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A number of studies have revealed the presence of central supermassive black holes in several massive disk and elliptical galaxies, and it is now believed that most (if not all) massive galaxies should have a central supermassive black hole. These works have also shown that the mass of these black holes correlate with sigma and the luminosity or mass of the elliptical galaxy (in the case of ellipticals) or the bulge (in the case of disk galaxies; see e.g. Gültekin et al. 2009 and references therein). This suggests a connected growth of black holes and bulges (and ellipticals). Essentially, black holes would accrete mass, resulting in AGN activity, until AGN feedback regulates the inflow of gas, the growth of the black hole, and the formation of stars in the bulge/elliptical (see e.g. Younger et al. 2008). In this framework, the growth of disk-like bulges would not be connected with the (bulk of) growth of black holes, and thus the properties of disk-like bulges would not correlate with the mass of black holes.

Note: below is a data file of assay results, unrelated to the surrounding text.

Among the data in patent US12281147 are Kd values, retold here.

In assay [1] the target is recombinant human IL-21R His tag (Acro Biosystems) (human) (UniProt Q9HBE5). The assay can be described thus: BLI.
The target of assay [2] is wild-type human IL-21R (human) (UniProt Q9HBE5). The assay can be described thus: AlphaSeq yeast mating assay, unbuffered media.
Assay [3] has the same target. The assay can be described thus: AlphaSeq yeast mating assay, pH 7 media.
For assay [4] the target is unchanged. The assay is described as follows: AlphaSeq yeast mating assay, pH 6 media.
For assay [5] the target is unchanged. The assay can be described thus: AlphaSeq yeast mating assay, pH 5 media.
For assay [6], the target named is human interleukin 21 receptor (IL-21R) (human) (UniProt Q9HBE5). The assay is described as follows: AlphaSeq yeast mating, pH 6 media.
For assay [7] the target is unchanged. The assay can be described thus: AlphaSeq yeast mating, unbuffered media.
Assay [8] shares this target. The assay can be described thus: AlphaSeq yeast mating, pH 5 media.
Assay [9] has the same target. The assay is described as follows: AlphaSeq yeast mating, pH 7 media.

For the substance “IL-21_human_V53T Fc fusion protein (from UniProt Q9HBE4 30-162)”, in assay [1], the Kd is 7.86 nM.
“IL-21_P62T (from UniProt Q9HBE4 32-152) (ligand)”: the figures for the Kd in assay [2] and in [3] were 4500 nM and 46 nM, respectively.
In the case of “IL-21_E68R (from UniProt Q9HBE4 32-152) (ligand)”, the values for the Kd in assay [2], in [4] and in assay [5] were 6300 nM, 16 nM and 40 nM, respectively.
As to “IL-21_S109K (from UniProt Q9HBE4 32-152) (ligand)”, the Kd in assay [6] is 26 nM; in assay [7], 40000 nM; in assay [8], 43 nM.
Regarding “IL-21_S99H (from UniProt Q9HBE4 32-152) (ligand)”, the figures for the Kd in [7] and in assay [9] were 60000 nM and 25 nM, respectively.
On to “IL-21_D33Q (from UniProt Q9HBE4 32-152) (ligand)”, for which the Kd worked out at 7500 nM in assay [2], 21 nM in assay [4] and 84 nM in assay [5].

This question has been investigated by Graham (2008), Hu (2008) and Gadotti & Kauffmann (2009), and these works showed that the correlation between black hole mass and sigma is difficult to evaluate in galaxies with disk-like bulges, as the presence of bars increase sigma (in ways difficult to account for) more significantly (in relative terms) than in galaxies with classical bulges (see Graham et al. 2011). More recently, Kormendy et al. (2011) argued that the luminosities of disk-like bulges do not correlate with black hole masses, consistent with the picture outlined above. Nowak et al. (2010) and Erwin (2010) showed results indicating that, in composite bulges, the black hole mass correlates better with the luminosity of the classical bulge only, again showing that the growth of disk-like bulges is to some extent not coupled with the growth of black holes.